Difficult interview questions and answers

Difficult interview questions and answers

How many recruiters does it take to change a lightbulb?

Hiring managers occasionally like to test a candidate’s problem-solving skills and encourage them to demonstrate examples of logical thinking. We’ve covered how to answer common interview questions, but what happens when you’re asked something more unconventional?

While difficulty of the question will be wholly dependent on the company and hiring manager, here are a few of our favourite unconventional interview questions, and how to answer them…(click to see actual answer)

How many basketballs can you fit onto a bus?

Some of our favourite answers…

As with a lot of these questions, there isn’t a definitive answer. It’s really all about demonstrating a logical way of working them out. A great example of how to answer is:
Avaas Beenie: Calculate length, width, height = cubic metres. Account for seats etc. then assume the size of an inflated ball is 0.2 cubic metres. You divide the cubic metres of bus space by the ball space and – any space for seats, bars etc

How many traffic lights are there in London?

Some of our favourite answers…

A lot. We think @hyderymr is probably along the right lines. Essentially, it’s all about estimation and demonstrating logic in reaching the conclusion. Ok, you get the picture…

How many piano tuners are there in the entire world?

Some of our favourite answers…

Basically go with a well thought out estimate, e.g. ‘That would depend how many pianos there are in the entire world. For example, if pianos need tuning once a week, and it takes an hour to tune a piano and a piano tuner works nine hours a day for five days a week, then pianos need tuning each week. It would be one for every 45 pianos. Give or take…’ If you can demonstrate how adept you are at logical thinking… Ok, you get the picture.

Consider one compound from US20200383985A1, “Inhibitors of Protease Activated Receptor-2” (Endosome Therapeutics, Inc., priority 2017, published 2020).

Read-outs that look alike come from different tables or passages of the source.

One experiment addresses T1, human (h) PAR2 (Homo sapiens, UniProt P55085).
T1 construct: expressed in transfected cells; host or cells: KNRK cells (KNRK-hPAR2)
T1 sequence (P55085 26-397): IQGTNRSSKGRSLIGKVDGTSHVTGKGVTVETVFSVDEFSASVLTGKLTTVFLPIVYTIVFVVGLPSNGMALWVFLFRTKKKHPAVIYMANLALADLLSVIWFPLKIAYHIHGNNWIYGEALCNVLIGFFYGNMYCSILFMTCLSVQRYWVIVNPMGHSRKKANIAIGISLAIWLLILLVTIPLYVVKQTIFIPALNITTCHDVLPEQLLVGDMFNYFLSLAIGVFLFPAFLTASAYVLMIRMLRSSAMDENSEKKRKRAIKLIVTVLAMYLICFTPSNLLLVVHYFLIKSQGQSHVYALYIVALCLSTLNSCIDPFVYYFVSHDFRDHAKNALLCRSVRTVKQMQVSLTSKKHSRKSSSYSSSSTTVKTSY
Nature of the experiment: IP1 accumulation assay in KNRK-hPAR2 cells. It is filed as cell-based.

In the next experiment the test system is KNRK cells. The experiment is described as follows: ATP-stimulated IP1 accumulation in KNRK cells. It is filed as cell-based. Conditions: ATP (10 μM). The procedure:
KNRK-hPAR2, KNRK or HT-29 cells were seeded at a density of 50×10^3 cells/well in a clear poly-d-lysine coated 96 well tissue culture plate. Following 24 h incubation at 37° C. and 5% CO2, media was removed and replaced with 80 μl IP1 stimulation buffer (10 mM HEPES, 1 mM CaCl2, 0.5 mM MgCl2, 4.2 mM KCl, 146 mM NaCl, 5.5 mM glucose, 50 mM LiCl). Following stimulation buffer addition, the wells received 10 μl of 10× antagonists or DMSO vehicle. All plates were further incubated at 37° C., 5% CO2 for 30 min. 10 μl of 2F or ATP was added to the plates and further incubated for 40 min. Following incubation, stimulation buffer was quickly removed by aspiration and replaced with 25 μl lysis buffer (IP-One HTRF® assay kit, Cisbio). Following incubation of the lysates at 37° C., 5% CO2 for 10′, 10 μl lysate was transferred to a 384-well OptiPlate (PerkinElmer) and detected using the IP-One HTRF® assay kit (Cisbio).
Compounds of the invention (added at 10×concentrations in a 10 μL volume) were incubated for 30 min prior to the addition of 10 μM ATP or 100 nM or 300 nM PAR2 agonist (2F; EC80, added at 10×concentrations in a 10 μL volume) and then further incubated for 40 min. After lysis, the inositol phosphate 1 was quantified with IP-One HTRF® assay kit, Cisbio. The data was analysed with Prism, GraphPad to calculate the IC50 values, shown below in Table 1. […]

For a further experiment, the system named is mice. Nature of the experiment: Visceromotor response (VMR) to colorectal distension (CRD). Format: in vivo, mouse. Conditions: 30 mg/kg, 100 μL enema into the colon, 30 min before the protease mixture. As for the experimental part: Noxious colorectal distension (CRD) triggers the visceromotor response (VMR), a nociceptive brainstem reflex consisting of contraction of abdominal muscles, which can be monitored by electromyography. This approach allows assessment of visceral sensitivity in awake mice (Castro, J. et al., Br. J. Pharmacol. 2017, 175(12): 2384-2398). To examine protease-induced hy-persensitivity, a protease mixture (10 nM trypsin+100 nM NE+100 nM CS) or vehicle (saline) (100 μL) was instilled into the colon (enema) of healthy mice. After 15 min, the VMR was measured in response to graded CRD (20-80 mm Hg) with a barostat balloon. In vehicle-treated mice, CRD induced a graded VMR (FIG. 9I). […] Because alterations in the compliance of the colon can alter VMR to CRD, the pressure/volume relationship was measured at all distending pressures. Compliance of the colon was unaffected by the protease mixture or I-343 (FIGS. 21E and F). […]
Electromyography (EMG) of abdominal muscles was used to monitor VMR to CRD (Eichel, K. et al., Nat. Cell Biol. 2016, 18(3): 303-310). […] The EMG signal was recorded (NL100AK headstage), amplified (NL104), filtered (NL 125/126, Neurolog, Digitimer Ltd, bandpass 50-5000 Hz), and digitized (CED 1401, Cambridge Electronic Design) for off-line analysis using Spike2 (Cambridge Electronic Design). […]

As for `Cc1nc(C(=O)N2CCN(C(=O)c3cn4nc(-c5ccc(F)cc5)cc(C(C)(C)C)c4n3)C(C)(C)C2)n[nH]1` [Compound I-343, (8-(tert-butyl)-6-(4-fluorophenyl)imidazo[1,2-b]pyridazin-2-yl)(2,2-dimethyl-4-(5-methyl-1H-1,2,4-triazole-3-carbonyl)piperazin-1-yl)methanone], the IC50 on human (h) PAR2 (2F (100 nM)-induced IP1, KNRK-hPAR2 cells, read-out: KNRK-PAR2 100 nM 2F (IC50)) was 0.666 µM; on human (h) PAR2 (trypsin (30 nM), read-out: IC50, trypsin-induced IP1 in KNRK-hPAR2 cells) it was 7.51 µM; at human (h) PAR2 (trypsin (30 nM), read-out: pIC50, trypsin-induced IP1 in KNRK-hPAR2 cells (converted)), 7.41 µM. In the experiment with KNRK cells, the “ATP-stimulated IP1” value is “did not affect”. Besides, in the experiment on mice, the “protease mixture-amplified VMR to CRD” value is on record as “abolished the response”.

A man pulls up to a hotel in a silver car, and immediately realizes he’s bankrupt. What happened?

Some of our favourite answers…

He was playing Monopoly. Let’s face it, everyone loves a riddle. Remember: some questions may be thrown in to catch you out. Try not to overthink the question. Taking a deep breath may help… (and give you a handy time to pause for thought)

Explain a database in three sentences to your eight year old nephew?

Some of our favourite answers…

Sometimes candidates rely too heavily on overcomplicated answers and technical jargon. This question relies on your ability to simplify things and being able to describe them in a succinct and concise way.

Something along the lines of: ‘A database is a lot of things, which have all been put together in a group. They have lots of information in them, and are kept on a computer. A very nice person sorts them all out’ will be sufficient.

Failing that go with: ‘Grown. Up. Stuff.’

If you could be any type of biscuit, what type of biscuit would you be, and why?

Some of our favourite answers…

Custard Cream. Always Custard Cream.

Whatever the question may be, most unconventional interviews don’t really have set right or wrong answers. They are meant to demonstrate how a candidate would react if a difficult problem came up, not to mention how they would cope under pressure.

Deceptively, they aren’t intended to take too much time. Instead of trying to come up with the perfect answer, just be creative and come to your own conclusion. As long as you can demonstrate how you got there, you’ve passed the test.

Finally, how many recruiters does it take to change a lightbulb? Answer: too many…

Now that you’ve answered all of the questions the interviewer may have for you, it’s time to ask a few of your own. If you’re stuck for what to ask, view our suggested job interview questions.


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  • Robin Hodson

    The question to answer 4, is:
    “A woman pulls up to a hotel in her silver car, and immediately realizes she’s bankrupt. What just happened?”